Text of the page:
The Jockey Club’s anxious wait for the quarantine exemption required to ensure overseas participation in next month’s Longines Hong Kong International Races is over, but the latest “racing bubble” will operate under the tightest constraints yet.

The Hong Kong government has afforded the Jockey Club approval to jet in participants from Europe, Japan and Australia but, at a time when Hong Kong’s Covid-19 restrictions remain some of the most stringent in the world, no stone has been left unturned to ensure public safety.

“We have established and implemented a special racing bubble for overseas racing participants twice before and we did that with complete effectiveness, but nevertheless in approaching HKIR 2021 we worked to identify if there were any possible means by which we could make our controls even more stringent,” Jockey Club executive director of racing Andrew Harding said.

“The racing bubble is constructed on a closed-loop management framework with multiple layers of protection. These layers include compulsory vaccination of both the overseas participants and everyone local who is associated with the racing bubble.”

Jockey Club chief executive Winfried Engelbrecht-Bresges (left) and executive director of racing Andrew Harding.

The Jockey Club successfully operated the bubble, which ensures international participants have no contact with the general public, for this event 12 months ago and then repeated the dose purely for Japanese participants at Champions Day in April.

On those occasions participants underwent extensive testing and monitoring before coming to Hong Kong – and during their time in the city – and operated within a strict bubble that saw movements restricted to point-to-point transport between the airport, the quarantine hotel and Sha Tin and Happy Valley racecourses.

There were separate rooms for riders at the International Jockeys’ Championship at Happy Valley and on international day at Sha Tin, as well as special arrangements for presentations and media interviews.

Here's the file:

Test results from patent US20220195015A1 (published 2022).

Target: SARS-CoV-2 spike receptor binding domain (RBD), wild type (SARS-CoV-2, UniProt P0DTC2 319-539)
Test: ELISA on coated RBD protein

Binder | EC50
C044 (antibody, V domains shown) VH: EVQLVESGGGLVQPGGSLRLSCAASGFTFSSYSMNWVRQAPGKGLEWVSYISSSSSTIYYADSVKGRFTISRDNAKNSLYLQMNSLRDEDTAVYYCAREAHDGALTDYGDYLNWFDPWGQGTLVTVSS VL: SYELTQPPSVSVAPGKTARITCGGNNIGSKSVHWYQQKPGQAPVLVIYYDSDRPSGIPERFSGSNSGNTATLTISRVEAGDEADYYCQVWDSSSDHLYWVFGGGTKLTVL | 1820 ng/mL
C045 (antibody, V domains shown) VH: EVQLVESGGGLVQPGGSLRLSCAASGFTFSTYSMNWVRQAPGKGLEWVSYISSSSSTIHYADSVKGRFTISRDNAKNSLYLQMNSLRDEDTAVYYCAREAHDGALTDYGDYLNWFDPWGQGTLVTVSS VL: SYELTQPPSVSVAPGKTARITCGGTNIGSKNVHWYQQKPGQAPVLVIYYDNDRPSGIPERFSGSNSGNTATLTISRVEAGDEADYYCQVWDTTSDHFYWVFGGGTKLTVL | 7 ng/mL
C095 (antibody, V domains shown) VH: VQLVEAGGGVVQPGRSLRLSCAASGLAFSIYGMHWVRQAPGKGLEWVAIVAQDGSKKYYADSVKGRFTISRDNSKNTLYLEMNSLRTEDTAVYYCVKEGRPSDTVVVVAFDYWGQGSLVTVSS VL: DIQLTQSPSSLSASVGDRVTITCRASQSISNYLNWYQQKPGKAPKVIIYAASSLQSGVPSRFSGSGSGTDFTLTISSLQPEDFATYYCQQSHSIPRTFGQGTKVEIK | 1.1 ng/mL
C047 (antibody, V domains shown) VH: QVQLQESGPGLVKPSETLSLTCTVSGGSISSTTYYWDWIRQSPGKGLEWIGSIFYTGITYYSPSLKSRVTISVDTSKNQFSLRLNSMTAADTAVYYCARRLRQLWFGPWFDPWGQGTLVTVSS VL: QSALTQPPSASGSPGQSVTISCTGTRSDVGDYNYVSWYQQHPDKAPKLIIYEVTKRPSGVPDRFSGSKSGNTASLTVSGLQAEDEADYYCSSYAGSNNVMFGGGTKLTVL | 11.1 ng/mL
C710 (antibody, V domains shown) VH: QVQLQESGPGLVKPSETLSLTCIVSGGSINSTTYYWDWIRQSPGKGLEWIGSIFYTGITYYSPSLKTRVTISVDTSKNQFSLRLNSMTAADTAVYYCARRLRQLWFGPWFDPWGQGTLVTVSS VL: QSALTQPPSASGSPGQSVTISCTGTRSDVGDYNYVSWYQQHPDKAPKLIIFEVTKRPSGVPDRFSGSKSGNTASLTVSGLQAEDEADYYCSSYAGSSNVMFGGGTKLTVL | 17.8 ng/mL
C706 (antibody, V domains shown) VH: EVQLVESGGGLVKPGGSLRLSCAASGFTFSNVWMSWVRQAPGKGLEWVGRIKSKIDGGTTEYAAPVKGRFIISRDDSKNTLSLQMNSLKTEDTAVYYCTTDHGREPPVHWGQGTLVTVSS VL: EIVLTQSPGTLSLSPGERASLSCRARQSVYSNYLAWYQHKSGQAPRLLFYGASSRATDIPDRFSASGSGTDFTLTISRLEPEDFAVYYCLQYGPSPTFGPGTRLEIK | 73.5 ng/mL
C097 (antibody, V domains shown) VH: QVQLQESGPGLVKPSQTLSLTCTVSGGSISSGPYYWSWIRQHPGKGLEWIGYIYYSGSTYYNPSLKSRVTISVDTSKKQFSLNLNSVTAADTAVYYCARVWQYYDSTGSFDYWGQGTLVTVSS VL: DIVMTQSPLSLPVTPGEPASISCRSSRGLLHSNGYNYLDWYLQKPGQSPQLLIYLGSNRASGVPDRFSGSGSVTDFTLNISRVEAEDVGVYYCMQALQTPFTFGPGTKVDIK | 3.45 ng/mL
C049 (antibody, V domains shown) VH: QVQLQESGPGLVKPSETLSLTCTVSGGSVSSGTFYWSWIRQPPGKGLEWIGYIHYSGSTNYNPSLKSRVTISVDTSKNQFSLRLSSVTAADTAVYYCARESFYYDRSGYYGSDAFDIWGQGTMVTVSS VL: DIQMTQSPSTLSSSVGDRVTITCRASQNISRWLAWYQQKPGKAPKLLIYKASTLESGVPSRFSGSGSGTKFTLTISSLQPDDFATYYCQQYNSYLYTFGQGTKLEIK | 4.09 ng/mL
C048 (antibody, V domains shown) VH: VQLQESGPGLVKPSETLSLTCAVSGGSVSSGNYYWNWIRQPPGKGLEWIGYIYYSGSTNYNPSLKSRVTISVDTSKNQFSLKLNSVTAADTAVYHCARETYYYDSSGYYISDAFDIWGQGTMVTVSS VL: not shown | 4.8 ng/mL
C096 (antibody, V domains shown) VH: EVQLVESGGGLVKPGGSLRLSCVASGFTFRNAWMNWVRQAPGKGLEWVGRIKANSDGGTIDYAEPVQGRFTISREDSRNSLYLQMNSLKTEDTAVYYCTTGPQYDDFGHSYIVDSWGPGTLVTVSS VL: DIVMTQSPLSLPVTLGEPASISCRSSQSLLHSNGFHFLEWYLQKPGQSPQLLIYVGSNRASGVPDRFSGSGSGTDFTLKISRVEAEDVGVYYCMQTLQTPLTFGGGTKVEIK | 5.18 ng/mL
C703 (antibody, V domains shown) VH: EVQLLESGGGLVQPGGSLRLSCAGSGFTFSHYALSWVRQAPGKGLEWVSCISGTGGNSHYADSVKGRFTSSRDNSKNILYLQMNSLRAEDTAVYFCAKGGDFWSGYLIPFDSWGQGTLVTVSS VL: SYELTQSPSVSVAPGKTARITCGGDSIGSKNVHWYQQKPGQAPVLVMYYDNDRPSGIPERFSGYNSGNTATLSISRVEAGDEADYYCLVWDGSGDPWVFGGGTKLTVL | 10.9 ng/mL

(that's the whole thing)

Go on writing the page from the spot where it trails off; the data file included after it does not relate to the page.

On top of those measures, December’s bubble requires all international participants to be fully vaccinated for at least 21 days prior to coming to Hong Kong and will feature completely separate weigh-in and weigh-out procedures for local and international jockeys, virtual stewards’ inquiries and an external security service to usher participants to their return flights.

Horses leave the gates at the Hong Kong International Races.

“We would like to thank the government for the trust to have granted us the permission to hold the Hong Kong International Races,” Jockey Club chief executive Winfried Engelbrecht-Bresges said.

“As we always do, we have a very thorough risk analysis looking at the risk situation and deciding under our guiding principles if any of our activities could provide a public health risk and we did a very thorough assessment and we came to the conclusion, especially based on the success of the international racing bubble we have implemented [in the past], that we feel comfortable to hold the international races.

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“We have even further strengthened the closed-loop system and I have to stress it’s completely different from quarantine exemptions, it’s a completely different system.”